Wednesday, 11 July 2012

Winning the fight against food allergies

food allergy recipes
Trashy, sickly, beautiful
I'm reading a VERY interesting book about habit loops and willpower.  'The Power of Habit' by Charles Duhigg.  You should buy it, it's fascinating.  

In one part - oh and please don't be thinking that this is a proper book review - an experiment is described about testing willpower.

It's radishes for you
All participants are put in a room with a plate of fresh chocolate chip cookies and a bowl of radishes.  One half of the participants is told they may not eat the radishes and they can only eat the cookies.  

The other half?  Only radishes for you and don't you dare touch the cookies.

For 30 minutes, there was pleasure in one room and pain in the other.

Then - and this was the real point - the participants were asked to perform a seemingly simple test.  Draw around a diagram without lifting the pen off the page.  Actually it was impossible to do it.

But the group that had just stuffed their faces with cookies and were happy, warm and fuzzy, had a damned good go at it.  Again and again they tried, until they were told to stop.

The grumpy radish eaters?  They were NOT happy.  Grumbling, whining, can't be bothered with this, why did I volunteer for this anyway?  You get the picture.

Newsflash: Your willpower gets weary
Conclusion?  Willpower is exhaustible.  

The group that hadn't been using their willpower - the cookie lot - were more than happy to have a go at a difficult thing.  Course they were, they were all chilled, full of cookies and feeling fine.

Radish eaters?  They'd just lived through agony resisting the cookies and they definitely didn't have any willpower left in the tank.

I like this experiment a lot.  It vindicates my marshmallow willpower. 

I spend SO MUCH TIME being strong about stuff (umm, getting four kids to school, not shouting too much, baking) that it is perfectly understandable that at some hurdles, I stumble, trip and eat Betty Crocker frosting straight from the tub.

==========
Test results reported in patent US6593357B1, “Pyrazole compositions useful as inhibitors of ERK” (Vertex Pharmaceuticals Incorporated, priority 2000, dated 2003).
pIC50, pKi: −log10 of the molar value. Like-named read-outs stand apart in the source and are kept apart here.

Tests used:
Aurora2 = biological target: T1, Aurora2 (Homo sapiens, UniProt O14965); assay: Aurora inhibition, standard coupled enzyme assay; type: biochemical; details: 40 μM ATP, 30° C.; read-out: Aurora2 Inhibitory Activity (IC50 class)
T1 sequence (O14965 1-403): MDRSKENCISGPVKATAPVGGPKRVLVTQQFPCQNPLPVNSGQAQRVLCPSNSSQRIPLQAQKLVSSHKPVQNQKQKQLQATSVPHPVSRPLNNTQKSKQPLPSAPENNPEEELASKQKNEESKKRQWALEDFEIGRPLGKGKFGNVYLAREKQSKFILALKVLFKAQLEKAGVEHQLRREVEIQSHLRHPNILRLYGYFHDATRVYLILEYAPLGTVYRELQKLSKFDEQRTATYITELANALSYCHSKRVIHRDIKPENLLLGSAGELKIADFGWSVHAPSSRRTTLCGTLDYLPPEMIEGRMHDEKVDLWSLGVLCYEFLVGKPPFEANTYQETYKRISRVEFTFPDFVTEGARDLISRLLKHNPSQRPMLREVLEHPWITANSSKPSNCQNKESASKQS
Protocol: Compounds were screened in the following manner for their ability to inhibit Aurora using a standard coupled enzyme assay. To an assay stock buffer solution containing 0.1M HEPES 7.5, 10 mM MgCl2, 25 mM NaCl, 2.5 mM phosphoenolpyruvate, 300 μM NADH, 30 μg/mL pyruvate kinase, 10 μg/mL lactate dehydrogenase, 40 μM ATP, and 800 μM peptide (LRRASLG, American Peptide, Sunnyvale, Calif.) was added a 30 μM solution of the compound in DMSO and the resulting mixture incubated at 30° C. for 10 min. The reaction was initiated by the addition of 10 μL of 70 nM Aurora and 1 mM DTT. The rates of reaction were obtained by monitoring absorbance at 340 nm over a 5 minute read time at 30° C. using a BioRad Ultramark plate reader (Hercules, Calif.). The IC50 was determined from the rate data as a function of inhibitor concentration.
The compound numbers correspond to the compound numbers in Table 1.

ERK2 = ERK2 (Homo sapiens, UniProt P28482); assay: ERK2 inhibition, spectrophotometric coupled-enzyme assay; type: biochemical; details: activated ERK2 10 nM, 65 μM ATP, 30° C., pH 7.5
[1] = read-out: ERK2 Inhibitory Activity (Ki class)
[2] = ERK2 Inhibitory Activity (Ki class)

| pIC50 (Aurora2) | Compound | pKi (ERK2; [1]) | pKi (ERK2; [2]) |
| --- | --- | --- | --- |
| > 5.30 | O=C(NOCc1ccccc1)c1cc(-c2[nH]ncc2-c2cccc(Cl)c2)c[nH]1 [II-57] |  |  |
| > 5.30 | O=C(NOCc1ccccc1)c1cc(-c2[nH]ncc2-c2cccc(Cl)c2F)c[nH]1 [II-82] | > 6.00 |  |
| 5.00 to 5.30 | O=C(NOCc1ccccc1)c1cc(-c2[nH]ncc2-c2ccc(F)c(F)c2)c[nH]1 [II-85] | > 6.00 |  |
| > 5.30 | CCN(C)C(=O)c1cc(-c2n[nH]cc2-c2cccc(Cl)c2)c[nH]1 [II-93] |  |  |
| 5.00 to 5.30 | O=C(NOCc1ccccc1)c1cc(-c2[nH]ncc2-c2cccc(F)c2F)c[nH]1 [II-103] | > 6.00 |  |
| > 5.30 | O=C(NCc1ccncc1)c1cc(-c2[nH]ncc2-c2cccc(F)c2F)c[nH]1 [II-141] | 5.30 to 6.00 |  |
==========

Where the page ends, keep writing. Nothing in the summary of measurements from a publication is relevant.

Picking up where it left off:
Betty Crocker's Vanilla Icing from a tub. Oh yeah
Ha! You see where I was going all along?  This stuff is amazing people!  And I mean amazing in a food allergies context, not in a nutritional context.  It is free from all the nasties (it does have a 'may contain milk' disclaimer) and it can be kept in the fridge.  Yes, it contains industrial amounts of toxic sugary stuff, but this week I really don't care. 

So when the school does a cake sale and you remember at 8am that you were supposed to make cake for your child with allergies so she doesn't feel left out...just grab some Betty Crocker magic, smear it on a biscuit, add sprinkles and Bob is definitely your uncle.

We are winning the war on allergies friends!  One trashy, beautiful product at a time.  


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8 comments:

Bibbity Bobbity Boo said...

I dipped strawberries in this stuff once. Practically healthy. ;)

dairyfreebabyandme said...

This stuff has definitely grown on me! Didn't like it to begin with, but oh! how wonderful to find stuff like this that is dairy free! Great way to top a carrot cake. Still couldn't eat it on its own though!

Recipe Junkie said...

I an very much liking your style. i don't have to deal with allergies, but I know that horrible last minute what can I cobble together thing - when all my 'high & mighty' food principles fly out of the window.

Pig in the Kitchen said...

BBB, genius! One of your five a day as well :-)

DFB&M, ooo yes, on carrot cake that would be fab. There's a chocolate fudge version too, it's on my list!

RJ alas, my high and mighty food principles left by the back door a long time ago. Nesquik on toast? :-)

kellie@foodtoglow said...

I can't bring myself to eat canned frosting - I don't like sugar *that* much and as a cancer health educator/nutritionist I would be found out, wouldn't I? - but I do like your what-the-heck approach. And love the experiment. I must try and get that book. PS My downfall is anything salty: wave a tortilla chip under my nose and watch me jump!

heavenisabookstore said...

When I was in college, my roommate and I would hang out on the couch in the late evenings dipping graham crackers in the frosting cup. YUM!

Iota said...

But surely the logical conclusion would be that radishes diminish your ability to draw.

Poker Chick said...

I love the stuff for the same reason. I shudder thinking of the ingredients, but it's what it DOESN'T contain that's the selling point. Oh, and it's damn good in between two cookies.

As for the willpower thing, that's a fascinating and not surprising test. I've read the same thing about decision-making; that it's a finite ability. Specifically, the study said that women make many more little decisions by the afternoon than men, partly as mothers, partly because of the female tendency to multi-task (or multi-think) more, such that they make bad decisions by the end of the day or just shut down screaming "la la la la la" like I do with fingers in my ears.

Either way, the "sleep on it" advice people have been giving for years sure makes sense now!